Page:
Furthermore, it can allow us to detect genetic disorder/diseases in infants, foetus, and even embryos. Currently, doctors can detect over 3,500 genetic faults using a test on foetal sac [17]. These tests can allow parents to quickly diagnose disorders in their newly born infants and allow them to put on preventive measures for the diseases with better diet and environment. In addition, this can help parents understand more about their child who have difficulties and allowed them provide a special learning environment to suits their child disorders. For unborn child, this allows the parents to check for disorders in their foetus, giving them a chance for abortion, if the child have too many disorders (can give both parents and child difficulties in life). This can raise many ethical issues as well. Preventive measure could be put on before conceiving a baby, by testing both parents' genes for alleles and chances of genetic disorders. If too many disorders could arise, they could adopt a child or resorted to sperm-donor. This could further lead to customisation of your children with specific traits in the future, like in the film Gattaca. Within the near future, we would able to customise and personalise our diet, exercise, offspring, education, medication according to our genome - or even customise the genome itself.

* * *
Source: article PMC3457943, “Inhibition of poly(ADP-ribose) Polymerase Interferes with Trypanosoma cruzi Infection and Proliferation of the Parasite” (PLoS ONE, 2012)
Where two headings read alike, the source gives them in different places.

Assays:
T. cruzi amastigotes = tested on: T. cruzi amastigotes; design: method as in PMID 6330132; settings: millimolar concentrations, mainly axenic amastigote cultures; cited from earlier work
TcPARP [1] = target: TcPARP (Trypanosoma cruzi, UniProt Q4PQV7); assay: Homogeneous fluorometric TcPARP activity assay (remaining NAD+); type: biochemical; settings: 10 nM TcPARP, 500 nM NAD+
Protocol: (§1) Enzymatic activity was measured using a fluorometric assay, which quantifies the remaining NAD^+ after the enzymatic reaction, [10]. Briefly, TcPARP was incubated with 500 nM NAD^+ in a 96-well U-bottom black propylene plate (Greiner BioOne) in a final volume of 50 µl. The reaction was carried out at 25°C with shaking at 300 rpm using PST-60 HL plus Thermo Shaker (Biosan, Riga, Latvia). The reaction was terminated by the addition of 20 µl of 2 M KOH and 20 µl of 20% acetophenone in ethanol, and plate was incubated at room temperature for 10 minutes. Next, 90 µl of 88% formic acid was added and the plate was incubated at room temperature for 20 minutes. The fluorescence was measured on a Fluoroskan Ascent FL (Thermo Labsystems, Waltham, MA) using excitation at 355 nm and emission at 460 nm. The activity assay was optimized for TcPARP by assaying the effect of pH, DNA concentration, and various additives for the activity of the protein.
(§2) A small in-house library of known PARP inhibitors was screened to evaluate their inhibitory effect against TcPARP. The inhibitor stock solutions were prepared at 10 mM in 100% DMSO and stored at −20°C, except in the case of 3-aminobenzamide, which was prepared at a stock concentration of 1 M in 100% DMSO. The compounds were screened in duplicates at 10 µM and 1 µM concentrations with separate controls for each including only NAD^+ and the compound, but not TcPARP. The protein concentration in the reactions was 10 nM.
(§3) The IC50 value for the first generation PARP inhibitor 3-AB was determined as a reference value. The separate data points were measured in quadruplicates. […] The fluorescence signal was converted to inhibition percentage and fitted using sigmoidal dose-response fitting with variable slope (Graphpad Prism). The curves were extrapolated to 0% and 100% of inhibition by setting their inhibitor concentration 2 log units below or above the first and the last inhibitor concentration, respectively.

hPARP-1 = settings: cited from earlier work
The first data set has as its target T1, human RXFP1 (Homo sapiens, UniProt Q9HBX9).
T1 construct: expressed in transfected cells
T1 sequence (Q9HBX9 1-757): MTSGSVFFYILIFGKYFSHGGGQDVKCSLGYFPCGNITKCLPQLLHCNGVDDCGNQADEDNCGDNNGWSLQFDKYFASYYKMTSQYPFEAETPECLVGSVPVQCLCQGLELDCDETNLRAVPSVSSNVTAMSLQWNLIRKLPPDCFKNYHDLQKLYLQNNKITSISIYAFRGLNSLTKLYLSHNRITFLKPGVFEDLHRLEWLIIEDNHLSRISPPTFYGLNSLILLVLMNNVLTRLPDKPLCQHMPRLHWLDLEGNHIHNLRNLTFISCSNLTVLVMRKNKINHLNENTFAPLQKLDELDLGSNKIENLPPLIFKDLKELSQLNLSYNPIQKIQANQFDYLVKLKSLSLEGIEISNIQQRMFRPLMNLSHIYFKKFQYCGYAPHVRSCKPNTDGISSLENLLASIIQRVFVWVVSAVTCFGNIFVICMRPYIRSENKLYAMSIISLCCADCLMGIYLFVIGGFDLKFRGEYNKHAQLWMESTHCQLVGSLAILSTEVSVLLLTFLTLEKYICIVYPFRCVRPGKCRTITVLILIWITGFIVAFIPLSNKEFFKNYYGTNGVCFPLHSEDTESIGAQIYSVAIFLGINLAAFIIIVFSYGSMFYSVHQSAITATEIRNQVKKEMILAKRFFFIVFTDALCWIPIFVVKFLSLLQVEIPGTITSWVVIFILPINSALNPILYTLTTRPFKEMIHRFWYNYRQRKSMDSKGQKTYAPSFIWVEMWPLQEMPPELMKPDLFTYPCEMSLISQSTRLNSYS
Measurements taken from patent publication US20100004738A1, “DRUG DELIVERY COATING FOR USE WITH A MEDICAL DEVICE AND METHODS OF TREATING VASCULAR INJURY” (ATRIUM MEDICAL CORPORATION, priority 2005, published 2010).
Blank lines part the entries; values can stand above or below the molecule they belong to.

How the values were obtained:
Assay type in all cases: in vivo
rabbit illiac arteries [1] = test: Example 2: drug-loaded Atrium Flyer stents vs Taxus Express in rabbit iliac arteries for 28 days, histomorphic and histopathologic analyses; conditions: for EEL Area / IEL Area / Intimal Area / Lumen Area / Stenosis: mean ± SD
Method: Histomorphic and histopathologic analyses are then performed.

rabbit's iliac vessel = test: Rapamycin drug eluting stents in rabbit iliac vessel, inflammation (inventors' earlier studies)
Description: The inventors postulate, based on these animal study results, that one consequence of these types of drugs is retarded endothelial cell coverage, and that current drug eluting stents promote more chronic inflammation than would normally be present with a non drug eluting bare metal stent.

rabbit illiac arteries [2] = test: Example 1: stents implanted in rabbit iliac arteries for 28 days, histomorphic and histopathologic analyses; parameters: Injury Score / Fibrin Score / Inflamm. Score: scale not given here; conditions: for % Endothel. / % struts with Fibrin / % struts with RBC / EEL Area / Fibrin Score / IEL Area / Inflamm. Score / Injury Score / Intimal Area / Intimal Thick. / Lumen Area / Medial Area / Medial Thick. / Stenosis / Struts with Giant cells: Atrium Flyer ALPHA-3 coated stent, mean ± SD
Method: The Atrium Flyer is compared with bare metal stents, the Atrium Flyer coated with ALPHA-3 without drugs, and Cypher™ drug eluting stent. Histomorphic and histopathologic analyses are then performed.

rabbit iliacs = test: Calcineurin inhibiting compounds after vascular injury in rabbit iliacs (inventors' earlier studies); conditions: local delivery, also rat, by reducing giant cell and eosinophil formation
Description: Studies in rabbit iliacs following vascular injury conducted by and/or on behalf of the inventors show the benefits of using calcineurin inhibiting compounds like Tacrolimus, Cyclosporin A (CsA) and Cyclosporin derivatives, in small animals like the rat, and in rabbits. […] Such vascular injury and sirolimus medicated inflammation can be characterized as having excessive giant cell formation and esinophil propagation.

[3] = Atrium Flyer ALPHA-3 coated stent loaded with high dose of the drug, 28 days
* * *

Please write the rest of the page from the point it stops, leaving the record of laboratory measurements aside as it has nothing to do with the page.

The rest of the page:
Inevitably, this technology will raise many ethical and social issues. Prenatal or embryos screening is currently raising a massive ethical issues with the increasing abortion rates (pro-life campaigners). In addition, the customisation of offspring, which is the future of prenatal screening would likely widened the gap of inequalities and introduce a new kind of discrimination against people with inferior genetics (Dr. Richard Hayes) [18]. People could be offer or decline a job based on their genome. People with the chance of diseases they could impair their job (e.g. a person with a high chance of heart attack would be denied from being a pilot) [19]. Insurance firms could use this genetic information to decide to accept their future clients. People with chance of complications/disease would be forced to pay higher insurance fees. This could lead to many other kind of genetic discrimination. The misused of genetic information is also an issued, privacy of the person's should be protected. With genome analysis available at a cheaper cost, the ownership of the genetic information would be a problem. Is the ownership of that genetic information restricted to the natural owner of that genome or the scientists who analyse it? Some scientists would allegedly misinform their patients, like in John Moore case (he had leukaemia) and used his genome in scientific research without proper consent [20]. They also apply for a patent on Moore's cell line. They determined to use the study of his genes for financial gains. More and more genome would be store in these firms database without proper consent from the patients and this can lead to intrusion of privacy. Genetic identity of a person could be exposed to the public, jeopardising their private lives and future careers.